To expand on Sunday's post re: women pursuing careers in science, today we look at women who compete for work in the increasingly male-dominated technology sector of the job market. Women comprise 50% of the total users of technological products, yet they only account for 25% of the US workforce involved in the production of these goods. By comparison, only 17% of the UK workforce developing and producing technology is made up of women. Why, in a world where many occupational "boys' clubs" are being chipped away at or tossed out altogether, is the technology sector one area in which women have a diminishing chance at finding a career?
In her book, Little Miss Geek, Belinda Parmar explores the position women and girls find themselves in today with regards to obtaining a job in the the technological sector in the UK and the US. What incentives or influences can our society put forward to improve these employment rates? For one, as Parmar discusses, not supporting the "pink it and shrink it" approach put forth by companies who seek the women's market. There are far more dynamic ways to appeal to a female audience than coloring it pink and making it smaller, and most of the time they can be conceived by women in marketing or design positions, not men appealing to age-old stereotypes.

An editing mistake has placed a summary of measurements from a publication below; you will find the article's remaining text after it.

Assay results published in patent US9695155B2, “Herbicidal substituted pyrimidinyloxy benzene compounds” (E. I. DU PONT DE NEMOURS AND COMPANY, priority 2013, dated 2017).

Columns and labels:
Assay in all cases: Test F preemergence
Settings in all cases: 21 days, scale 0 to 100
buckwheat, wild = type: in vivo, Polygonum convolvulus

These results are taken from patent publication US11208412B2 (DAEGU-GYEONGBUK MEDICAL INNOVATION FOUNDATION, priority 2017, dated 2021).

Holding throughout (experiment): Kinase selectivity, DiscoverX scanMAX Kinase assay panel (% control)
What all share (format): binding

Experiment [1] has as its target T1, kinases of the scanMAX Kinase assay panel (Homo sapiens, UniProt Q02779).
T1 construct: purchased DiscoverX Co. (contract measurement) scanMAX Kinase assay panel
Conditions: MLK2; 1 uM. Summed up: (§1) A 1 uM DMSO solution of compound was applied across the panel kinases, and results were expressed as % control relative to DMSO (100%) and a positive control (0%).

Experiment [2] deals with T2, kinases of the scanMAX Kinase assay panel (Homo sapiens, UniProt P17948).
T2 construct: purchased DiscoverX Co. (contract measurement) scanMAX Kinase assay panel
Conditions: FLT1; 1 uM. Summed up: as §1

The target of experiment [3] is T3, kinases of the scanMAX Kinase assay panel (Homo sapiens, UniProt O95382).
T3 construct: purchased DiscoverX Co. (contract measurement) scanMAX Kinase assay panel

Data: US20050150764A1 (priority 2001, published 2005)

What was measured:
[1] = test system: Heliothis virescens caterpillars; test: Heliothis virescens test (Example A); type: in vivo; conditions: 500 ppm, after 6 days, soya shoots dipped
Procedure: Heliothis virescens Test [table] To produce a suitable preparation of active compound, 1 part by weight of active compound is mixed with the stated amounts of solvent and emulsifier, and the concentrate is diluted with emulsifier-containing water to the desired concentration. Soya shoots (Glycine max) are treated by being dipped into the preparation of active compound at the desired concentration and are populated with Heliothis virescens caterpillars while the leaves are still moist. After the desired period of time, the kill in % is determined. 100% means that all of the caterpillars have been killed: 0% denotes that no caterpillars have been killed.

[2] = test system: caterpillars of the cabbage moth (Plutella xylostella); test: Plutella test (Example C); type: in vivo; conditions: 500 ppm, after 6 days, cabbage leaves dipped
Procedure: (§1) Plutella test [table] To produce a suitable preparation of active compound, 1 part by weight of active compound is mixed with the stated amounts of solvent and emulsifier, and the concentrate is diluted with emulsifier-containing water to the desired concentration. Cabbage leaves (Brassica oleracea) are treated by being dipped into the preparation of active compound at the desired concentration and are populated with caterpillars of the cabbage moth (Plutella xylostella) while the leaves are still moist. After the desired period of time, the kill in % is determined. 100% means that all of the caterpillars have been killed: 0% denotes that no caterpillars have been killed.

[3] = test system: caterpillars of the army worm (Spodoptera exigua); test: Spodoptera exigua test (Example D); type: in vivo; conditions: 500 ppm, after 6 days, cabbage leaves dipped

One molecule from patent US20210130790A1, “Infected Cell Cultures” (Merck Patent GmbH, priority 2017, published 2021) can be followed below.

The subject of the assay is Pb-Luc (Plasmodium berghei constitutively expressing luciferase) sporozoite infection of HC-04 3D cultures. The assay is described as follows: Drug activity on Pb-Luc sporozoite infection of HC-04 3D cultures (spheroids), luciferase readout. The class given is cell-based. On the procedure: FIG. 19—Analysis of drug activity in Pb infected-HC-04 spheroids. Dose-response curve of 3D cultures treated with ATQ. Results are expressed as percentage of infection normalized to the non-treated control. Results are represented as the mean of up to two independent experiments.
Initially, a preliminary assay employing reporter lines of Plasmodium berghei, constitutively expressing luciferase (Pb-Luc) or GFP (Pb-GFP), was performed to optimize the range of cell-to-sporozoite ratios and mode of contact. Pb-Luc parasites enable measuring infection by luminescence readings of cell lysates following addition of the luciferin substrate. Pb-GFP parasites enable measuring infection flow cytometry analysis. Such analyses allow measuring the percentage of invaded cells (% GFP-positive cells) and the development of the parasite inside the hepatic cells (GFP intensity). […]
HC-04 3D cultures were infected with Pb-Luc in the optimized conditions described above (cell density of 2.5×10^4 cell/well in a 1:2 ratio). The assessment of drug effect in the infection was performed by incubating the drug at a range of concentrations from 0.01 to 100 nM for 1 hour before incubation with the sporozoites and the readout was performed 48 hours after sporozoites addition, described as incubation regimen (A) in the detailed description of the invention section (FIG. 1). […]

Take a look at this article and keep the discussion going by sharing either this post or the article. One thing to look out for: Women in Western nations make up a bigger potential market than India and China COMBINED. When will we see this fact reflected in who's being hired by tech firms?